town is situated 160 km north of Delhi on the national highway NH1. Other towns of the district
are Pehowa, Ladwa, Ismailabad and Shahabad. The total area of Kurukshetra district is 1,682 sq kms and its population is
6,41,000. Total area under cultivation is 1,68,000 hectares out of this, 1,47,000 is irrigated area. The Kurukshetra district
lies between latitude 29o-52' to 30o- 12' and longitude 76o-26' to
77o-04' in the North Eastern part of Haryana State. The
district has a total of 419 villages. Ghaggar, Markanda and Saraswati are the important
rivers of the district.
Geography: The district is a plain which slopes generally from North East to South West. The plain is remarkable
flat and within it, are the narrow low-lying flood plains, known as either Betre Khadar of Naili. A good network of canals is
providing irrigational facilities. Underground water level is not relatively high. Tube well irrigation is also common in the
district. It is one of the prosperous district from agriculture point of view. Kurukshetra
along with Karnal and Kaithal districts is known as the 'Rice Bowl of
India' and famous for Basmati Rice. The soil is generally
alluvial, loam and clay does not constitute average texture of the soil.
Climate of the district is very hot in summer (upto 47° C) and cold in winter (down
to 1° C) with rains in July and August.
Kurukshetra is a place of great historical and religious importance, revered all over the country for its sacred
association with the Vedas and the Vedic Culture.
It was here that the battle of Mahabharat was fought and Lord Krishna
preached his Philosophy of 'KARMA' as enshrined in the Holy Bhagwad-Gita, to Arjuna
at Jyotisar. In the very first verse of Bhagwad-Gita, Kurukshetra is described as DHARAMKSHETRA i.e. 'Region of
righteousness'. According to Hindu mythology, the name Kurukshetra applied to a circuit of about 48 KOS or about 128 Km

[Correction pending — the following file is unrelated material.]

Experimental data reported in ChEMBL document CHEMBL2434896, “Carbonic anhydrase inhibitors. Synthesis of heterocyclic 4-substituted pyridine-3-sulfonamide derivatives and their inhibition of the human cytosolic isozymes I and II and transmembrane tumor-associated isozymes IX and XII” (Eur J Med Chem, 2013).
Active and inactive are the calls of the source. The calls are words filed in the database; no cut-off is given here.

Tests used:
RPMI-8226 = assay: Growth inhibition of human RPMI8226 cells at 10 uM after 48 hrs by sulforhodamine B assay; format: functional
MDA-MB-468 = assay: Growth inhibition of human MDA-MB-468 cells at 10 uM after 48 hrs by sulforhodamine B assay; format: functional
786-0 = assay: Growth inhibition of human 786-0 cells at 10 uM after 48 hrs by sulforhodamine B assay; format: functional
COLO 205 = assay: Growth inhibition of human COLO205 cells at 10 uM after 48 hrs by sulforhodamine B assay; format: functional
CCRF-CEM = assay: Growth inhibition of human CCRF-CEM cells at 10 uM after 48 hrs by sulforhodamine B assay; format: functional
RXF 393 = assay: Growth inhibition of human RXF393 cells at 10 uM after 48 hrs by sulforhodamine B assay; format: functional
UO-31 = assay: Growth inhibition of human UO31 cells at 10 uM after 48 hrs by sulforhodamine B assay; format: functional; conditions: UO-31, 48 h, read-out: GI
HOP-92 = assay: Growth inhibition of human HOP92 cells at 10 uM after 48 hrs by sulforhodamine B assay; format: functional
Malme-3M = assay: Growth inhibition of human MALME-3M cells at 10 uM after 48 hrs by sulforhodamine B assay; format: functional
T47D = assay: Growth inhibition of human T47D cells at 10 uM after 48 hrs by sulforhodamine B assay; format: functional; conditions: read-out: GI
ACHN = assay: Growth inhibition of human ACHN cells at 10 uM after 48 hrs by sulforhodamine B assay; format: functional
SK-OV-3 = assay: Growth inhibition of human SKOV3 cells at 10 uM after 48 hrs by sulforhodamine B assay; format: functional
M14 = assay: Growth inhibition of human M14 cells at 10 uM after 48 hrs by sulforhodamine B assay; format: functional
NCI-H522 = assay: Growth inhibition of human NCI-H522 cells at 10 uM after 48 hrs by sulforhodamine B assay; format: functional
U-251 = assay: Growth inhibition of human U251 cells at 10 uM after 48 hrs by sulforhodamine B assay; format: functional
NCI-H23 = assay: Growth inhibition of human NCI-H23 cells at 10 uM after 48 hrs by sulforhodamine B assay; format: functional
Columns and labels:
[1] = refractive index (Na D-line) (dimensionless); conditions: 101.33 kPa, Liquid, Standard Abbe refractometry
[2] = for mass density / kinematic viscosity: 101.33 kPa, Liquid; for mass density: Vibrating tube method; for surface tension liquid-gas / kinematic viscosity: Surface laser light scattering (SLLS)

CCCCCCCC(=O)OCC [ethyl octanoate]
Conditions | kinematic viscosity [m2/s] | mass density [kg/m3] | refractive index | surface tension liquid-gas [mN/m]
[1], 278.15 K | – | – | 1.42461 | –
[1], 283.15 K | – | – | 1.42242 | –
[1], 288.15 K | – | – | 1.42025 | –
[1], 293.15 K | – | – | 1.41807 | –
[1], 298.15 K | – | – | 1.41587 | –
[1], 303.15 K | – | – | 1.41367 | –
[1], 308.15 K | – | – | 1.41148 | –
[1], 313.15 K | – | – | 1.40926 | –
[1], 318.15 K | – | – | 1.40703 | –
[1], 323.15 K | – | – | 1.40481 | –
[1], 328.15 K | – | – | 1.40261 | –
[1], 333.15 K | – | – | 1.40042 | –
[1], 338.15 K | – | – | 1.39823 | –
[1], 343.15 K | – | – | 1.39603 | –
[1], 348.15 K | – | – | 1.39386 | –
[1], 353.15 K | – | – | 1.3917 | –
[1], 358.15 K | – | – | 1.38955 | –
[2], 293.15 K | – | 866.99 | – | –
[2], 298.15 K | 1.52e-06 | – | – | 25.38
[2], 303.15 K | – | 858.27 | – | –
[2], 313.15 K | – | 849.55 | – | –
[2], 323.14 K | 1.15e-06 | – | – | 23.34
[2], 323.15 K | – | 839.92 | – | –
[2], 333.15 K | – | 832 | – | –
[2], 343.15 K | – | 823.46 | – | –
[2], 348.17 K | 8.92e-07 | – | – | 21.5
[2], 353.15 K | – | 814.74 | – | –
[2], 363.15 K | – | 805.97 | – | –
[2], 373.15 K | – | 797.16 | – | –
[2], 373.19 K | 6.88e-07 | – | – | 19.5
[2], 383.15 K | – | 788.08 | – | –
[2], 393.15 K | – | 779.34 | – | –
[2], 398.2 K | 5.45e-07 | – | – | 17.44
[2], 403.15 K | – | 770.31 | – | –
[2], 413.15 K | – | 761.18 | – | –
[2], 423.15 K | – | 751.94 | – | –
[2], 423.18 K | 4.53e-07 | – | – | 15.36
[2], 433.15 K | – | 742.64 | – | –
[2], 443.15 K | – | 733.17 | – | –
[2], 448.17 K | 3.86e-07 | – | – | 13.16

which includes a large number of holy places, temples and tanks connected with the ancient Indian traditions and the
Mahabharat War and Kurus, the ancestor of Kouravs and Pandavs. Kurukshetra is intimately related to the
Aryan civilization and its growth along the
to visit: There are about 360 Tirthas of religious and historic importance. The foremoót among the Kurukshetra tirthas
are Brahmsarovar or Kurukshetra Tank, Sannihit Tank, Sthanesvra Mahadev Mandir, Jyotisar, Baan-ganga, Bhisam Kund
(Narkatari) Chandrakupa, Nabhi Kamal, Bhadarkali Mandir, Arnai Temple, Prachi Tirath Pehowa, Saraswati Tirath Pehowa,
Prithduk Tirath Pehowa, Rantuk Yaksh Bir pipli, Karan Ka Tila,etc.
A few archaeological sites which have yielded various objects of interest
and a distinctive class of pottery known as the Painted Grey Ware (PGW) are Raja Karan Ka Tila, Asthipura, Bhor Saidan,
Bhagpura and Daulatpur.
Kurukshetra is one of the very few places visited by all the Sikh Gurus and Gurdwaras have been erected to commemorate
their visit, the most prominent among them being the Gurdwara Patshahi dedicated to the sixth Guru Hargobind. Hundreds
of devotees visit this shrine every day whose design is simply marvelous. The eighth Sikh guru Harkishan performed a
miracle of making a deaf and dumb boy recite verses from the Bhagvad-Gita. The ninth
Guru, Teg Bahadur, set camp near Sthaneshwar tirtha where a gurdwara now stands. Gurdwara Rajghat, the biggest all
the Kurukshetra gurdwaras, is located near the main bank of the Kurukshetra tank. This was built in the memory of the
Guru Gobind Singh who came here.
Tomb of Sufi saint Sheikh Chilhi Jalal is a fascinating monument, octagonal in shape, crowned with a dome of white marble
and surrounded by a white marble courtyard. Also worth a visit are, Chini Masjid and Pathar Masjid.